Meckel’s diverticulum – a small bulge in a shape of the bag, located near the lower end of the small intestine – is a congenital disorder (i.e. a disorder present from birth). It occurs in 1 person out of 50, although more than half of the cases are without symptoms.
Meckel’s diverticulum is like a appendix – that is, it becomes significant only after it is inflamed. The symptom of this disorder is a severe bleeding from the intestine. Pain and vomiting may also occur.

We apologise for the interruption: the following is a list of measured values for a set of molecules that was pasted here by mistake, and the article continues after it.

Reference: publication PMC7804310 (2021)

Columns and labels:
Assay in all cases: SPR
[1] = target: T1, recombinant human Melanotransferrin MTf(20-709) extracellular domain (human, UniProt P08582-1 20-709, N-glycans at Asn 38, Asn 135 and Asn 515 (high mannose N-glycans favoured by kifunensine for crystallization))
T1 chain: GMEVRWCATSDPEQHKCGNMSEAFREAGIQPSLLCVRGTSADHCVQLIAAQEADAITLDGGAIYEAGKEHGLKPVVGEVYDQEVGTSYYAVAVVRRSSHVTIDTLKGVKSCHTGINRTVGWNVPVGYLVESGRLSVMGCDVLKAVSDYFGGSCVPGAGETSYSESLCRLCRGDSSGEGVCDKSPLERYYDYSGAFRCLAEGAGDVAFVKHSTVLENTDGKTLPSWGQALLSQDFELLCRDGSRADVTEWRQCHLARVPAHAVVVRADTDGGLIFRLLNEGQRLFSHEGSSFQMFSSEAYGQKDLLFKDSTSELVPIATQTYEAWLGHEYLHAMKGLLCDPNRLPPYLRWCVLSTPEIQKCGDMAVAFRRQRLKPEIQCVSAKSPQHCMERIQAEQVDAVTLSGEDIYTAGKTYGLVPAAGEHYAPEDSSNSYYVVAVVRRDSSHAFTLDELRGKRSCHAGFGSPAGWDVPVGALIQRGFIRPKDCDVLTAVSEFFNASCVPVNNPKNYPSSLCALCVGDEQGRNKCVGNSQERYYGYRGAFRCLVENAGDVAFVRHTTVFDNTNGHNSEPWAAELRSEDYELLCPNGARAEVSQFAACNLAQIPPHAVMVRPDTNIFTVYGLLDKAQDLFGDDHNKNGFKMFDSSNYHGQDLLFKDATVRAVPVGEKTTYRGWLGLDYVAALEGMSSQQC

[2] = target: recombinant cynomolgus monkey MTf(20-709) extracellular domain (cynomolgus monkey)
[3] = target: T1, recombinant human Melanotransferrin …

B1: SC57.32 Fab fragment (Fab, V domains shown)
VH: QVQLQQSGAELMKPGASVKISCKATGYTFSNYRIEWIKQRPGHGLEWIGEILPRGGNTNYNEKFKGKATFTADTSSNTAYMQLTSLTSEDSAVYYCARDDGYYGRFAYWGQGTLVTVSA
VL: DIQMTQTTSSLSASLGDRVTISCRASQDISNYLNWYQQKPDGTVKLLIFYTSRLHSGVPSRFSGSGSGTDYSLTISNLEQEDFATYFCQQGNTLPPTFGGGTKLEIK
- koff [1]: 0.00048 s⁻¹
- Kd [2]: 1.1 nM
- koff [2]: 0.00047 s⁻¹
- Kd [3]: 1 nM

Inflammation of the diverticulum may in some cases be diagnosed as an appendicitis (with additional complication, peritonitis – or without it), even as a perforated duodenal ulcer. But that does not matter, since in all these conditions the surgeon will first open the belly. The surgeon will then determine the true source of symptoms, so by removing Meckel’s diverticulum (with the treatment of peritonitis, if needed) he will heal the disease.